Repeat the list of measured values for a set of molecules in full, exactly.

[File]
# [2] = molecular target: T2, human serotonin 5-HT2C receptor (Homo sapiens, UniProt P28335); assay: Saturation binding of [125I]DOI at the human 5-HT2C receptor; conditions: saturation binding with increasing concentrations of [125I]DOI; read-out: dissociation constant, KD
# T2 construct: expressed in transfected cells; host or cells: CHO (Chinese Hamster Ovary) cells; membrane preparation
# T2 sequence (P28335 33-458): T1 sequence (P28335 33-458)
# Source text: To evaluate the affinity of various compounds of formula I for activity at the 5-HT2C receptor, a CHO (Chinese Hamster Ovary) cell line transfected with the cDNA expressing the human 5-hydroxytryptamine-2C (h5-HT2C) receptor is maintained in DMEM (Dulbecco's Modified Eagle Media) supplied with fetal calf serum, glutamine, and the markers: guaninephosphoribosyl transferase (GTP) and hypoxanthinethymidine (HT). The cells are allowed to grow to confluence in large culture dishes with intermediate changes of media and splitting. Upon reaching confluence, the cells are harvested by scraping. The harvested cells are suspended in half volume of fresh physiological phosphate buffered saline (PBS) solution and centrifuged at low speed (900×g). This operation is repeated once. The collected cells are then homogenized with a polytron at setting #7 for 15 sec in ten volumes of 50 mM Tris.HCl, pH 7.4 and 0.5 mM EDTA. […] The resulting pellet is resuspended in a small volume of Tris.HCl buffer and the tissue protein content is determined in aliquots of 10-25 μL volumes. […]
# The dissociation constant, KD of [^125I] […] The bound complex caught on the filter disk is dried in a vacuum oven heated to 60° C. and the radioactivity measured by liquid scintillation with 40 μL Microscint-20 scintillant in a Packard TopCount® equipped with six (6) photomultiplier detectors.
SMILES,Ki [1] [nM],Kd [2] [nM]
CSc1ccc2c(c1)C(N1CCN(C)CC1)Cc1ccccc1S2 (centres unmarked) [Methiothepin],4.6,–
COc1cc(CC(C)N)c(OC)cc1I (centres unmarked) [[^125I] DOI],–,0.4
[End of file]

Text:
# [2] = molecular target: T2, human serotonin 5-HT2C receptor (Homo sapiens, UniProt P28335); assay: Saturation binding of [125I]DOI at the human 5-HT2C receptor; conditions: saturation binding with increasing concentrations of [125I]DOI; read-out: dissociation constant, KD
# T2 construct: expressed in transfected cells; host or cells: CHO (Chinese Hamster Ovary) cells; membrane preparation
# T2 sequence (P28335 33-458): T1 sequence (P28335 33-458)
# Source text: To evaluate the affinity of various compounds of formula I for activity at the 5-HT2C receptor, a CHO (Chinese Hamster Ovary) cell line transfected with the cDNA expressing the human 5-hydroxytryptamine-2C (h5-HT2C) receptor is maintained in DMEM (Dulbecco's Modified Eagle Media) supplied with fetal calf serum, glutamine, and the markers: guaninephosphoribosyl transferase (GTP) and hypoxanthinethymidine (HT). The cells are allowed to grow to confluence in large culture dishes with intermediate changes of media and splitting. Upon reaching confluence, the cells are harvested by scraping. The harvested cells are suspended in half volume of fresh physiological phosphate buffered saline (PBS) solution and centrifuged at low speed (900×g). This operation is repeated once. The collected cells are then homogenized with a polytron at setting #7 for 15 sec in ten volumes of 50 mM Tris.HCl, pH 7.4 and 0.5 mM EDTA. […] The resulting pellet is resuspended in a small volume of Tris.HCl buffer and the tissue protein content is determined in aliquots of 10-25 μL volumes. […]
# The dissociation constant, KD of [^125I] […] The bound complex caught on the filter disk is dried in a vacuum oven heated to 60° C. and the radioactivity measured by liquid scintillation with 40 μL Microscint-20 scintillant in a Packard TopCount® equipped with six (6) photomultiplier detectors.
SMILES,Ki [1] [nM],Kd [2] [nM]
CSc1ccc2c(c1)C(N1CCN(C)CC1)Cc1ccccc1S2 (centres unmarked) [Methiothepin],4.6,–
COc1cc(CC(C)N)c(OC)cc1I (centres unmarked) [[^125I] DOI],–,0.4